(4) CMS or its carriers determine that a change in equipment is warranted.

Comment: We received numerous comments regarding our proposal to require that a supplier that furnishes rented oxygen equipment or capped rental items to the beneficiary must continue to furnish that item throughout the whole rental period except in certain situations. These comments focused on varying scenarios where patients move or choose to switch suppliers due to dissatisfaction with their service. Commenters were concerned that patients in these situations will experience an access-to-care issue as few suppliers will accept such a patient if he/she has only a few months left on the rental schedule but would be expected to provide oxygen equipment, including the back-up and other un-reimbursed equipment. This will create inequities as a supplier might be required to provide a brand new piece of equipment to a beneficiary for 10 months of the 36 months, as an example, and this de facto diminished reimbursement could deter suppliers from offering services to Medicare beneficiaries and diminish beneficiary access to oxygen supplies. Commenters recommended that we specify that a new 36-month period begins in conjunction with this provision.

Response: In an October 9, 1991 interim final rule with comment period (56 FR 50821), we first adopted our policy that precludes a new period of continuous use from beginning when a beneficiary changes suppliers. In adopting that policy, we looked to the House Committee Report that accompanied the enactment of the Omnibus Budget Reconciliation Act of 1987 (Pub. L. 100-203), which authorized implementation of the fee schedules for DME. The House report stated that a change in suppliers during an otherwise uninterrupted period should be considered continuous. Therefore, we adopted § 414.230(g), which provides that if the beneficiary changes suppliers during or after the equipment rental period, that change would not result in a new rental period. Since we first adopted this policy, we believe that suppliers have been able to adequately accommodate beneficiaries who change suppliers, and we see no reason to change this policy now.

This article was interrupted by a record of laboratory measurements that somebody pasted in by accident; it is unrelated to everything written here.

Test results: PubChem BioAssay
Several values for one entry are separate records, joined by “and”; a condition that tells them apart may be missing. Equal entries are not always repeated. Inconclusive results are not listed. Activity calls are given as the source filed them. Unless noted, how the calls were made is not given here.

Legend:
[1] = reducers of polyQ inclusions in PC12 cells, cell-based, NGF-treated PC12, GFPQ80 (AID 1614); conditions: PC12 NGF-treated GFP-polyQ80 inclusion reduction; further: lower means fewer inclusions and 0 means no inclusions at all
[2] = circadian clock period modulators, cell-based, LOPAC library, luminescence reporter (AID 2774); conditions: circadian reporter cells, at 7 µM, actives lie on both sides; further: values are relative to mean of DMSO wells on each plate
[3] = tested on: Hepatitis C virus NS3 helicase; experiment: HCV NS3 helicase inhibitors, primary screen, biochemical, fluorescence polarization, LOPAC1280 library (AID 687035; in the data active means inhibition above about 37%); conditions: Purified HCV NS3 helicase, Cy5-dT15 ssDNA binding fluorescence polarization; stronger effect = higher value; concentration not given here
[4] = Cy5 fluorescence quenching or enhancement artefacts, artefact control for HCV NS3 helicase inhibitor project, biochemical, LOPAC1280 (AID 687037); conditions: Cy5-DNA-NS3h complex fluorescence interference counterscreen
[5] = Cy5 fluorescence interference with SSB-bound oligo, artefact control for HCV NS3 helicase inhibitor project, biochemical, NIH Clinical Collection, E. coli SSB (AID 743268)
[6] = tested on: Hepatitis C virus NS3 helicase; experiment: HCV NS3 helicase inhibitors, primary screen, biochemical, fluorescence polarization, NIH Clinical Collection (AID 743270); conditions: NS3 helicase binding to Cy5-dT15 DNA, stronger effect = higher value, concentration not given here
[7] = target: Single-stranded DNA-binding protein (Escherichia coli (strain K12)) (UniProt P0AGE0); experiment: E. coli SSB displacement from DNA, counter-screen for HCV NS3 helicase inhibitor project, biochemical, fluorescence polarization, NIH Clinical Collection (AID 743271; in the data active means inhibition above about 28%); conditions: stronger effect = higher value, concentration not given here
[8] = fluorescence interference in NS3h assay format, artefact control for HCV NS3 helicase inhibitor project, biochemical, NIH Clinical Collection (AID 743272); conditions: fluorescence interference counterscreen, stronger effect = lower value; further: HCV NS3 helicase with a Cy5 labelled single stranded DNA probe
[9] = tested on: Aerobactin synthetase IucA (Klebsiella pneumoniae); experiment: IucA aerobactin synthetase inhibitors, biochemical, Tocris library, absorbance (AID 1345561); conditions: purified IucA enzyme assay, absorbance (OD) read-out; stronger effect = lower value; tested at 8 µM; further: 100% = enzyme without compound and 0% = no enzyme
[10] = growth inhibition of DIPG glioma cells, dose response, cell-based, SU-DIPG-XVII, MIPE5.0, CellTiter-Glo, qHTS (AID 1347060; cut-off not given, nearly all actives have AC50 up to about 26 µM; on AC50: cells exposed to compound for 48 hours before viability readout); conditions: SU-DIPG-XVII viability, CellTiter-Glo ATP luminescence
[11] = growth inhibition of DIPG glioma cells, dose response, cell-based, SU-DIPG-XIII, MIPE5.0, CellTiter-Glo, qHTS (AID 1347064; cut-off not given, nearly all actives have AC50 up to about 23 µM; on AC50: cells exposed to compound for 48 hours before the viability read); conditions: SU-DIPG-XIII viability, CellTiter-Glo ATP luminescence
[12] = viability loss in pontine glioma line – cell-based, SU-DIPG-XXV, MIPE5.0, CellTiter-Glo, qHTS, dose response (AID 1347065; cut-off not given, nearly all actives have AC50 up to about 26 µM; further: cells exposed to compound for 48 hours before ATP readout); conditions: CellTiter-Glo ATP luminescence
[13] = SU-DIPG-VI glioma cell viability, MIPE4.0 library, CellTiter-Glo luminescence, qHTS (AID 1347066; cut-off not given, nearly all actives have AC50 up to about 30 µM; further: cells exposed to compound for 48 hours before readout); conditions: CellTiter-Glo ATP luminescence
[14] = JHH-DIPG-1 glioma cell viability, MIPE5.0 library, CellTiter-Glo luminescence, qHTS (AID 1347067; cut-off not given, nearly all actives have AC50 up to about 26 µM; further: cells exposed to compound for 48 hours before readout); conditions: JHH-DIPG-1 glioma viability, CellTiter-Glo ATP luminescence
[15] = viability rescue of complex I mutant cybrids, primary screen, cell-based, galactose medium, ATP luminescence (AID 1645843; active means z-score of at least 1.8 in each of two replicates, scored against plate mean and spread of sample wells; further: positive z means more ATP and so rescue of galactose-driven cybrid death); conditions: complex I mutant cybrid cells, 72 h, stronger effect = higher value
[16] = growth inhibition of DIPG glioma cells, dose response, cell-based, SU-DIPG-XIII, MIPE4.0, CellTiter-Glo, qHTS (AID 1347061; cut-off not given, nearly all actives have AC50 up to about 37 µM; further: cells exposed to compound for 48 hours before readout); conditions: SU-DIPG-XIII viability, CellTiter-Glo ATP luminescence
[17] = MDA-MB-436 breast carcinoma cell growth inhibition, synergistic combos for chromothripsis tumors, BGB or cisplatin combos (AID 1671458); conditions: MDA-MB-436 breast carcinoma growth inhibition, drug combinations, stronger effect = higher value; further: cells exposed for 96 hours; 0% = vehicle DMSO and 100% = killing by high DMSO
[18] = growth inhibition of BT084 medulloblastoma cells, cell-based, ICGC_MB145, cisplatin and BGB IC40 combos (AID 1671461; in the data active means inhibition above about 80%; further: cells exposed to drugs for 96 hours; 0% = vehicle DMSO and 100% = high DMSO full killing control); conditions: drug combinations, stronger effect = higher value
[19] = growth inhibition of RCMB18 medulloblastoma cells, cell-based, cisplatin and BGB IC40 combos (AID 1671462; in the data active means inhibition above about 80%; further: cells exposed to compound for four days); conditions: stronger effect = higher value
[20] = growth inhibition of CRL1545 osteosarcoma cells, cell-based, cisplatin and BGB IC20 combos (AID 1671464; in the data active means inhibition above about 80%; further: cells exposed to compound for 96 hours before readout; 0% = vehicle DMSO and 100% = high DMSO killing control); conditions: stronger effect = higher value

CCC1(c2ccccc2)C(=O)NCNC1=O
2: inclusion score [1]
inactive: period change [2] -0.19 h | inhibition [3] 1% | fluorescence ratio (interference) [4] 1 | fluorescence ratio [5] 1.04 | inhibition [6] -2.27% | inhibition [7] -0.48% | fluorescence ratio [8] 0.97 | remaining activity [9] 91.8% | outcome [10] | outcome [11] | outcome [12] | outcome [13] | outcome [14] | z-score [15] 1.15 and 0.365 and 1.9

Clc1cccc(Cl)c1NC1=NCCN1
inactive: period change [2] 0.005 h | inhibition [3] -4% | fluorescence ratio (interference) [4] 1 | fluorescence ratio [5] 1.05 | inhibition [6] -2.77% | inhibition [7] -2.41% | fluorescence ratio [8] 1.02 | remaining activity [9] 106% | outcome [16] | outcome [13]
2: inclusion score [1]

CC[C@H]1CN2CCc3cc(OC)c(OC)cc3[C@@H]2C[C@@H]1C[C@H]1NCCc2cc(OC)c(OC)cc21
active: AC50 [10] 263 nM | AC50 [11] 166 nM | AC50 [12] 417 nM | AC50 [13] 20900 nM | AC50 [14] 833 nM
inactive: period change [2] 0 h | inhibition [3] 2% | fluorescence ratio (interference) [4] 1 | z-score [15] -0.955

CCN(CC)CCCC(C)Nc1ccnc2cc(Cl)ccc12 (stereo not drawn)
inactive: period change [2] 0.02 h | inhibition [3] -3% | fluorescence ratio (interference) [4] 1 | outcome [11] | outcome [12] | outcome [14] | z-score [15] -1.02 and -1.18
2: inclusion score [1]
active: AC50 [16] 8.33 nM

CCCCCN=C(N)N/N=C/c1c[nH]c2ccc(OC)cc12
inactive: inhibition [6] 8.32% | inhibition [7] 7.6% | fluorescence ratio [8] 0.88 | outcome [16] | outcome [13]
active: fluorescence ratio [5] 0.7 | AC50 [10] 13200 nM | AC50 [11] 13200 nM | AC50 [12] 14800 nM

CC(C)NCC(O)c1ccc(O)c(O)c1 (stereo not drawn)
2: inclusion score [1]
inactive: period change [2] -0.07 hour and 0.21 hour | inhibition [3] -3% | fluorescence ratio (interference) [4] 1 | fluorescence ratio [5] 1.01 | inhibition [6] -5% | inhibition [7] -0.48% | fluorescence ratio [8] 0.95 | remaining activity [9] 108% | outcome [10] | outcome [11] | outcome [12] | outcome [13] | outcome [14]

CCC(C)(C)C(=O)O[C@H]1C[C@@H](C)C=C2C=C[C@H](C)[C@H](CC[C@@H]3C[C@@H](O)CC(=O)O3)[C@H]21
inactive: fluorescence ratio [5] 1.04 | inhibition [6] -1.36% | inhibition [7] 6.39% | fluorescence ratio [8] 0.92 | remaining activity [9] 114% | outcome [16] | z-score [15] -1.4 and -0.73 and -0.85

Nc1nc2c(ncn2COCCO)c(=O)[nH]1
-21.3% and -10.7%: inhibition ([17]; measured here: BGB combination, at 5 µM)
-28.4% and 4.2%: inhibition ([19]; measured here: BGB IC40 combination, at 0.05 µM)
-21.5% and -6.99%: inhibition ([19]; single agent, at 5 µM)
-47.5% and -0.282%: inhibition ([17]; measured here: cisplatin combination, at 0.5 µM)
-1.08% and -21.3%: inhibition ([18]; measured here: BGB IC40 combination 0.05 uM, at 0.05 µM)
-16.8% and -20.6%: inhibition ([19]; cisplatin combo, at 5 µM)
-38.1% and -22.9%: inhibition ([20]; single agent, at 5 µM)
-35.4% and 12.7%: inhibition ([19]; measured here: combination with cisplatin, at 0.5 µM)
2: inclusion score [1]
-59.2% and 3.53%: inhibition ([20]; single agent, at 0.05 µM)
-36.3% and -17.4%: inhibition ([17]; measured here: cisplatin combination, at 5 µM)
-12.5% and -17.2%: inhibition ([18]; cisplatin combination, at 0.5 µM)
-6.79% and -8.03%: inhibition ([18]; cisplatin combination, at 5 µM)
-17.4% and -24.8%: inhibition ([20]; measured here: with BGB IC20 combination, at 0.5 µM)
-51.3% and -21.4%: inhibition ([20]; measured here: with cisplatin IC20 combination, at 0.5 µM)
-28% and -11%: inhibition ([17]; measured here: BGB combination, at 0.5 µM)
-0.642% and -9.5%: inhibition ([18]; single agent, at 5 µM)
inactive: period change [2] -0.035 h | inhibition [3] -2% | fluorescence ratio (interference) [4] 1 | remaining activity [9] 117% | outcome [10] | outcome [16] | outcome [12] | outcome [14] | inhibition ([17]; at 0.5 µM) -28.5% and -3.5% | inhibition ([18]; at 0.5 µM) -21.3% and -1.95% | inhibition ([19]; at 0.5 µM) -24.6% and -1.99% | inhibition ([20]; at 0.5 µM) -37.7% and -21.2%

After reviewing the comments on this issue, we have maintained our proposal requiring a supplier who furnishes rented oxygen equipment/capped rental for the first month for which payment is made to continue to furnish that item throughout the 36/13-month period of continuous use for as long as it is medically necessary, except in the following cases:

  • The item becomes subject to a competitive acquisition program;
  • A beneficiary relocates on either a temporary or permanent basis to an area that is outside the normal service area of the initial supplier;
  • The beneficiary chooses to obtain equipment from a different supplier; or
  • Other cases in which CMS or the carrier determine that an exception is warranted.
Start Printed Page 65925

We continue to believe that these policies are necessary to ensure that beneficiaries have adequate access to oxygen equipment and capped rental items because they protect beneficiaries from a situation in which an unscrupulous supplier could try to take back the equipment just before the rental period expires in order to retain title to it. We note, however, that our rules would not require a supplier to accept a beneficiary as a customer simply because a beneficiary chooses to change suppliers. In addition, we note that we are considering certain policies that would address how contract suppliers are reimbursed if they must begin furnishing items to beneficiaries midway through the rental period under a competitive bidding program, and we expect to fully address this issue in the final rule that implements the Medicare DMEPOS Competitive Bidding Program.